It is well-known that many high-ranking Nazis tried to protect some Jews. The idea was that, yes, generally speaking, 'the Jews were a menace to Germany', but even for party comrades there often was 'this individual Jew who was quite an exceptionally good human being.'
This happened also with Hitler: he protected Eduard Bloch, the physician of his family. In fact, Hitler described him as a “noble Jew” and added that “if all Jews were like him, there would be no Jewish question”.
But there was another Jew who was important in Hitler's life: Hugo Gutmann, one of his superior officers in World War I, and the one who recommended Hitler for the award of the Iron Cross. In fact, Hitler was wearing that iron cross when he committed suicide.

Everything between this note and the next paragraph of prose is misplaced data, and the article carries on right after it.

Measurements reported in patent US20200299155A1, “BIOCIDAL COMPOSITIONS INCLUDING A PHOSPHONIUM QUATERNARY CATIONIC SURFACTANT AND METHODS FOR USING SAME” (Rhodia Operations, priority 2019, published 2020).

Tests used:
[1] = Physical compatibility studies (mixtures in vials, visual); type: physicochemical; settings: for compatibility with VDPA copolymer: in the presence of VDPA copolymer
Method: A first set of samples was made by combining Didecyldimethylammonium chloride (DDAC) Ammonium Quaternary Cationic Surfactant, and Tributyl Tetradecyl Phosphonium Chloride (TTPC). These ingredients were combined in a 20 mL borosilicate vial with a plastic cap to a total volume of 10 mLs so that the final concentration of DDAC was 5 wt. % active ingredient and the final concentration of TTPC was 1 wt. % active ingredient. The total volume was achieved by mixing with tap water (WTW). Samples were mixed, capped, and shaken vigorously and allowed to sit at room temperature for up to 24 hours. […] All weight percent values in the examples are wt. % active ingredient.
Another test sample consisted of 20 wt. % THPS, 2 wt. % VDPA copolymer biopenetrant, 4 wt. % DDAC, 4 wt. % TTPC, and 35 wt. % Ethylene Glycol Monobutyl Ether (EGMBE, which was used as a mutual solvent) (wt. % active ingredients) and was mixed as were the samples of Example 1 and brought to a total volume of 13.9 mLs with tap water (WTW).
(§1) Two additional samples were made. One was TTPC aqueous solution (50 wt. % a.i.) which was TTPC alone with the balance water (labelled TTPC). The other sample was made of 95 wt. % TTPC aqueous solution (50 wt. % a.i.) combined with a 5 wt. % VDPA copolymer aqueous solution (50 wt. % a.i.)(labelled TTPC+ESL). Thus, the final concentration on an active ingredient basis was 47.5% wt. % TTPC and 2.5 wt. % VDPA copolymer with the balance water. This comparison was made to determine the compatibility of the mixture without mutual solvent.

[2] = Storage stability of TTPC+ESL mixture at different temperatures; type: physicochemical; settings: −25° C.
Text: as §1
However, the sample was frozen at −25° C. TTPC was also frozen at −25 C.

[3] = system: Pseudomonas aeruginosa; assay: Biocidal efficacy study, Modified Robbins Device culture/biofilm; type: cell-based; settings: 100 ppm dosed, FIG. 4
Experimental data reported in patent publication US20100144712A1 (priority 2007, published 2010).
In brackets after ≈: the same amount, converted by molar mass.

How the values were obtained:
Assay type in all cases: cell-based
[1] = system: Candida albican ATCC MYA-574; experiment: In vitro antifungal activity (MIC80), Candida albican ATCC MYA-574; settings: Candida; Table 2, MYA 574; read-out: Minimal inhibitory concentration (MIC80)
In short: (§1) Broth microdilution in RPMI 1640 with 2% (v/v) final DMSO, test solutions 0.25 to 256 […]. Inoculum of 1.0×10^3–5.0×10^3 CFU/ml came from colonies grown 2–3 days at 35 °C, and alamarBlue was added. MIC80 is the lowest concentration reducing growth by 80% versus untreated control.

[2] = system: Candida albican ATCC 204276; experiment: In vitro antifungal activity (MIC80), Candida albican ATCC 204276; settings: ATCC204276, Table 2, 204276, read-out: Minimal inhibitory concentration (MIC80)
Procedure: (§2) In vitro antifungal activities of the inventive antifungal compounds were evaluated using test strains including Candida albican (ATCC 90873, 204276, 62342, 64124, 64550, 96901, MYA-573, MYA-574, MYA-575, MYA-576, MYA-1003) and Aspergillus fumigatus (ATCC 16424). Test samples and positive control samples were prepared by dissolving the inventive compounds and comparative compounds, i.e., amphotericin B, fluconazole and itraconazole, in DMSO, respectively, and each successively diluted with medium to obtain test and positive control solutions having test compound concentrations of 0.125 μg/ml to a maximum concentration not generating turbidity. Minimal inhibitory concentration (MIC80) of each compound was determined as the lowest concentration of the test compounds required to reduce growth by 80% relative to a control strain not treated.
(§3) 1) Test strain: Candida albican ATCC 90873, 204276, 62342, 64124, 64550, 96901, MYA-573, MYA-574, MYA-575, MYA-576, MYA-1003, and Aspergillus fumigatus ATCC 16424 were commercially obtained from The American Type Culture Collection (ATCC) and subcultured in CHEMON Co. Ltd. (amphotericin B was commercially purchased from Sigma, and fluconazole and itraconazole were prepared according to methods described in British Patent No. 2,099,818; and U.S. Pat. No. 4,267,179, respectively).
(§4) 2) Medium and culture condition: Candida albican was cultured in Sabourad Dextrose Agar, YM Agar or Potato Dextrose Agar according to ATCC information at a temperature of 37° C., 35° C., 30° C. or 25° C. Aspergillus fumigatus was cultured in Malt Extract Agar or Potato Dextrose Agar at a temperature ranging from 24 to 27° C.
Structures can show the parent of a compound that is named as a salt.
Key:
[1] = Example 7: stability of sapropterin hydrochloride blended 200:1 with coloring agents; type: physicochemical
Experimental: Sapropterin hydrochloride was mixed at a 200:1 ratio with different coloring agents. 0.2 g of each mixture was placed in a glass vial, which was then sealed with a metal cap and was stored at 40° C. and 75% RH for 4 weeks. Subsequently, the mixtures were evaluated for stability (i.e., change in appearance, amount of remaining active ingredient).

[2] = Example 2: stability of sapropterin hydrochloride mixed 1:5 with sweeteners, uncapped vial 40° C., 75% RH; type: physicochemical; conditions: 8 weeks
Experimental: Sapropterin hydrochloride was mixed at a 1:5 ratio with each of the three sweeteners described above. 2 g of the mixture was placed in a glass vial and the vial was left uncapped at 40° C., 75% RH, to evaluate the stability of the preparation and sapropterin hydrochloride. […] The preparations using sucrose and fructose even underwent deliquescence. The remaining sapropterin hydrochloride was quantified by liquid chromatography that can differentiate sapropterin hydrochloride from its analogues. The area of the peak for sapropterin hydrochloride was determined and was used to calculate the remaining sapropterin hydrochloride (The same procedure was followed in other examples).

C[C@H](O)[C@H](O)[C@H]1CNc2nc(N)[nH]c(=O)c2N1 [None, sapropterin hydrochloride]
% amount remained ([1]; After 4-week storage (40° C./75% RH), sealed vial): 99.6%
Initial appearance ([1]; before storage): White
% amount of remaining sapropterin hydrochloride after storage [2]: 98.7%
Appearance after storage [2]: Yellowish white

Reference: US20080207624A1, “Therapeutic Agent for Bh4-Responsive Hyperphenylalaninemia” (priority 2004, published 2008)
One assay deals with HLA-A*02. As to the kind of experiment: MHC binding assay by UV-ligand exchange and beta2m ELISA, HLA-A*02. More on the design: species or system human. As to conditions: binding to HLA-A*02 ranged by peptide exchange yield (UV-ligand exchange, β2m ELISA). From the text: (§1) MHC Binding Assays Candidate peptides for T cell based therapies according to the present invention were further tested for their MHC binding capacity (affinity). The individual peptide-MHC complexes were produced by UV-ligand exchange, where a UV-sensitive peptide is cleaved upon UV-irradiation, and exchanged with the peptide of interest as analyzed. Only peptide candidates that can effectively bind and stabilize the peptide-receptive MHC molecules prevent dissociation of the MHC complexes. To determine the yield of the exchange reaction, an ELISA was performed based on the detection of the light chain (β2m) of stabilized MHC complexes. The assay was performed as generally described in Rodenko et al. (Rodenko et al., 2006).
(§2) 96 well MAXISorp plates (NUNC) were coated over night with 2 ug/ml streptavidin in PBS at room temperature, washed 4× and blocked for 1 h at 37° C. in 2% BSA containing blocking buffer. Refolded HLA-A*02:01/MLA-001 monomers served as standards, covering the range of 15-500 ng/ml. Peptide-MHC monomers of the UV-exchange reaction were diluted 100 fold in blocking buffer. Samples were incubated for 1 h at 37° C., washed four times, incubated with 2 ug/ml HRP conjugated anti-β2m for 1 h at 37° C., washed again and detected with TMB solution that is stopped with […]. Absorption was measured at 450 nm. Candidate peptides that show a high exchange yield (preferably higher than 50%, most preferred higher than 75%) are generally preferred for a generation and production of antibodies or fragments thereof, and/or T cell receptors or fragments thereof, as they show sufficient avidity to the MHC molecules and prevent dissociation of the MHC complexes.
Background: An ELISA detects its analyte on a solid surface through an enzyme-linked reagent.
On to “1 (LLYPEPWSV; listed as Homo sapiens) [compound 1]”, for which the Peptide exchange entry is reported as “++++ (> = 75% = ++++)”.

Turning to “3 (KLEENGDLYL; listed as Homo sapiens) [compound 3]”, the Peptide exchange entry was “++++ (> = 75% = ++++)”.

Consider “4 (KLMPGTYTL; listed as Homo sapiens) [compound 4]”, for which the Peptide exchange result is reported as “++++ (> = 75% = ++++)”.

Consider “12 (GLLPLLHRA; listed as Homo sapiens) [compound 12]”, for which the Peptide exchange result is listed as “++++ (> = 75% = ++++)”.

My question is: did Hitler himself ever display any gratitude towards Gutmann? Or did he try to protect him? There's a footnote at the Wikipedia article on Gutmann which claims “According to the historian Werner Maser, Gutmann received, by Hitler's intervention, a pension from Nazi Germany until the end of the Second World War in Europe.” However, no reference is provided and furthermore the German version of the article doesn't mention that. On the other hand, my question is not about whether or not someone, in Nazi Germany, who knew about the relationship between Hitler and Gutmann, helped Gutmann because of that. It's about any help or sign of gratitude by Hitler himself.